Off the top of my head Scratch & Peck meets most of the criteria however there are a few peas in it (certainly not 50% though). The "dust" in it is not dust though, it's all the added protein, vitamins and minerals, so the feed should be served wet or fermented, and not screened free of the powder.
 

Weeg

Crossing the Road
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Jul 1, 2020
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I like Scratch and peck. There is some dust because it is a "textured" feed. Though like said above, it's not a dust, it's actually considered the "fines", its the vitamins, minerals, probiotics, and supplements added to the feed since its not pelleted. This I like since I can see what is in the feed, and it's minimally processed with no binders. My birds eat the fines no problem, and if they don't, I just add water to the leftovers at the bottom of the feeder, and they go nuts.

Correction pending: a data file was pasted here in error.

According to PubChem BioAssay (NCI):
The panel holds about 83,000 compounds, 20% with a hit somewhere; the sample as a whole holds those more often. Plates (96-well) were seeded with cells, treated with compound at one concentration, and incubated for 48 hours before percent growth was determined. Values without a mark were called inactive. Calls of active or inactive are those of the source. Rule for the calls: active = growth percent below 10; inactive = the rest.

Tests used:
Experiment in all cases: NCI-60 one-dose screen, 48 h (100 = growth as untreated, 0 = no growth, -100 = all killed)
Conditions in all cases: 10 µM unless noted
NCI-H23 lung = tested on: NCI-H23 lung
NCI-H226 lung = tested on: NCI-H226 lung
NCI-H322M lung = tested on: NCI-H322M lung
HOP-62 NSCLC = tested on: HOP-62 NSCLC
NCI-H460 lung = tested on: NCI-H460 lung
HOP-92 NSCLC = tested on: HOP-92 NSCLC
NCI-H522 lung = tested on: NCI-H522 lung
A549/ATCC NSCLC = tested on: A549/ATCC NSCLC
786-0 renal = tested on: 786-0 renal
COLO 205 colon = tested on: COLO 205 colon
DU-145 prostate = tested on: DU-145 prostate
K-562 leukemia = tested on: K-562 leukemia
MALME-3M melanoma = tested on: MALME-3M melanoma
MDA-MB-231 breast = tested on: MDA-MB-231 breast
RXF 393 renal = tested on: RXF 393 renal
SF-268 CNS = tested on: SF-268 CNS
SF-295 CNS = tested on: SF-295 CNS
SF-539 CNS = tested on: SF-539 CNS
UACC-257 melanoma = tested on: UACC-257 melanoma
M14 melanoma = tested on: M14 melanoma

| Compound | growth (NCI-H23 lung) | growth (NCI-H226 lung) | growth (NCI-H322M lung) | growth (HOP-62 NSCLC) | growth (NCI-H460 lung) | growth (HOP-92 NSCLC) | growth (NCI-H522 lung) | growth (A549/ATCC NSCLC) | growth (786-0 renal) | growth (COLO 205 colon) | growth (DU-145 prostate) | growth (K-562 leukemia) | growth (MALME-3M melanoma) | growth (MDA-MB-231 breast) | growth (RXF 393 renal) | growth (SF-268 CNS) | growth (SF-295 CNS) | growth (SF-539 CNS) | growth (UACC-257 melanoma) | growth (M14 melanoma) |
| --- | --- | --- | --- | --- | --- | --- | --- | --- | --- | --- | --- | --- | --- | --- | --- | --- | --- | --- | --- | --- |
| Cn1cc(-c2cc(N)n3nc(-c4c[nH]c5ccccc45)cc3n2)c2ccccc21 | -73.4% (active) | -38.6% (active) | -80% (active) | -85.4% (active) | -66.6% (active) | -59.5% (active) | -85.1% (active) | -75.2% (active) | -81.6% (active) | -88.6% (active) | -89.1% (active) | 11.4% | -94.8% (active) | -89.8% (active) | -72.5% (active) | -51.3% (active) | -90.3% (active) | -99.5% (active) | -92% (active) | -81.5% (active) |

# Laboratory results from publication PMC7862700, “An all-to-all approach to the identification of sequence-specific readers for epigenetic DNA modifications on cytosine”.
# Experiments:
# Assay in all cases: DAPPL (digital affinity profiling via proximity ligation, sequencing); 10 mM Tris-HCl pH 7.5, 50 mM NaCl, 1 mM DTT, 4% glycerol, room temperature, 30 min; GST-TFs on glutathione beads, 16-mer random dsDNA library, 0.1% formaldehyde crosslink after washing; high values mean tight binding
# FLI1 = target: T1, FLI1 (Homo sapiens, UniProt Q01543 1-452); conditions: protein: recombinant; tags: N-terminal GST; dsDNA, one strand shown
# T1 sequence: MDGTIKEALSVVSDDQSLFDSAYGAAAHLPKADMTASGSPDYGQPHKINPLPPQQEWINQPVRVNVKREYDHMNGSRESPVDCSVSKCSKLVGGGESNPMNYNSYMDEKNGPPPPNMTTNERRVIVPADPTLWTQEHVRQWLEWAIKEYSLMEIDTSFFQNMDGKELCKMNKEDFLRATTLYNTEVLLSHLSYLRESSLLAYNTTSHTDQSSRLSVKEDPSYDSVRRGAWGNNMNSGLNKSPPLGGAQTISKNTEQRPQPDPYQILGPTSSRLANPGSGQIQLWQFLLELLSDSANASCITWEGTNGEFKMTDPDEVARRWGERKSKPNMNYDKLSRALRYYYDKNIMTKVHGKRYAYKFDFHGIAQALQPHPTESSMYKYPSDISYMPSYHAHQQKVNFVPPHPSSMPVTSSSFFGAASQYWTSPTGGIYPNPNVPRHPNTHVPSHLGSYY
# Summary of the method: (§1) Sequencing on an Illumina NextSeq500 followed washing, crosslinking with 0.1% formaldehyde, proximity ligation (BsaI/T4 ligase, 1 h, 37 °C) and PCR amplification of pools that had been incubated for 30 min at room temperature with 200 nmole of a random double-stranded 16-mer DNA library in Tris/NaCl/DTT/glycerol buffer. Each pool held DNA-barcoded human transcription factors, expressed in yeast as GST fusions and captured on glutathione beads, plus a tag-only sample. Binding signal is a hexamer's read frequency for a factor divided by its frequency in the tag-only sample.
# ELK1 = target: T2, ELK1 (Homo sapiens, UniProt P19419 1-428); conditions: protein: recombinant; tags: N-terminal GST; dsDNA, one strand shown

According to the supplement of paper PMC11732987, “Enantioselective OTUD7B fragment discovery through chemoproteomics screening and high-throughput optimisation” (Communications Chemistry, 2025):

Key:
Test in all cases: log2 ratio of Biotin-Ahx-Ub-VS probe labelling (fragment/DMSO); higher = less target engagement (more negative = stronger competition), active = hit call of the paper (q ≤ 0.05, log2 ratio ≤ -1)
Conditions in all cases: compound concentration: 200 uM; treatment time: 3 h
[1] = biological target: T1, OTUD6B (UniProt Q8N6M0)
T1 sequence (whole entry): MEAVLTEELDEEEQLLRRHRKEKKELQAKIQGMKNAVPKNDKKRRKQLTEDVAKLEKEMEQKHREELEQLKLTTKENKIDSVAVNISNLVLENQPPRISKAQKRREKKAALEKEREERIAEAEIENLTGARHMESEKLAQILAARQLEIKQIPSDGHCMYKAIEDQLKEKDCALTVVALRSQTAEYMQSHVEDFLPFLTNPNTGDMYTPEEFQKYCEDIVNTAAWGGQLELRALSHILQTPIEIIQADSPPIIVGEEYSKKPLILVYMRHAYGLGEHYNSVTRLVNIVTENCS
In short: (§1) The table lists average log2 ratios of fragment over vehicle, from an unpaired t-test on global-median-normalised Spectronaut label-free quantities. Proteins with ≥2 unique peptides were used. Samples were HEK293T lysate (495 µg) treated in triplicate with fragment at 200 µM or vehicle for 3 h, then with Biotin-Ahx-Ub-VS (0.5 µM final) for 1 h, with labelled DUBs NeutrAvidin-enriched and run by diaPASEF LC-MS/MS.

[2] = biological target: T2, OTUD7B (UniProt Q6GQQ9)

Scratch and Peck does have some peas, but not a large amount and definitely not 50%. Its organic, non GMO, soy free, and not crazy expensive. Don't squawk at the price for a bag on Chewy, my local feed store sells it for half that price in 40 lb bags. I think its about a buck per pound? Not entirely sure.
I honestly think it may be the closest you can get to what you're looking for. It's for ducks, chickens, and I believe their starter even feeds pigs.
Heres the question and answer section of their website encase its helpful- https://www.scratchandpeck.com/learning-center/faqs/
 

Aunt Angus

Crossing the Road
Jul 16, 2018
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Off the top of my head Scratch & Peck meets most of the criteria however there are a few peas in it (certainly not 50% though). The "dust" in it is not dust though, it's all the added protein, vitamins and minerals, so the feed should be served wet or fermented, and not screened free of the powder.